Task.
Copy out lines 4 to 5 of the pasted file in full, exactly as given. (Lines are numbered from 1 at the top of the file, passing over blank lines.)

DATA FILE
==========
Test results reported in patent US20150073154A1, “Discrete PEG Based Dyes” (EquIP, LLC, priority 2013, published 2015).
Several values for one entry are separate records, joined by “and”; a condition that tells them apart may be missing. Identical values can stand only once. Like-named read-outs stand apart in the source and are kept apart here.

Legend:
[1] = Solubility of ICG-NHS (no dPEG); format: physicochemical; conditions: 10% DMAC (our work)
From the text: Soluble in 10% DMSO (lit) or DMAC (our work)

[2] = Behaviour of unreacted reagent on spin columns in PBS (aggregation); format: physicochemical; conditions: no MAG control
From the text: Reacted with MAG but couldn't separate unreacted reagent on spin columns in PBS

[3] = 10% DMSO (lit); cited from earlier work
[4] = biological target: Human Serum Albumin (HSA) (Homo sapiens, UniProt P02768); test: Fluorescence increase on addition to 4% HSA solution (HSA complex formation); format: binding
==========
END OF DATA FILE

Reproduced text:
[1] = Solubility of ICG-NHS (no dPEG); format: physicochemical; conditions: 10% DMAC (our work)
From the text: Soluble in 10% DMSO (lit) or DMAC (our work)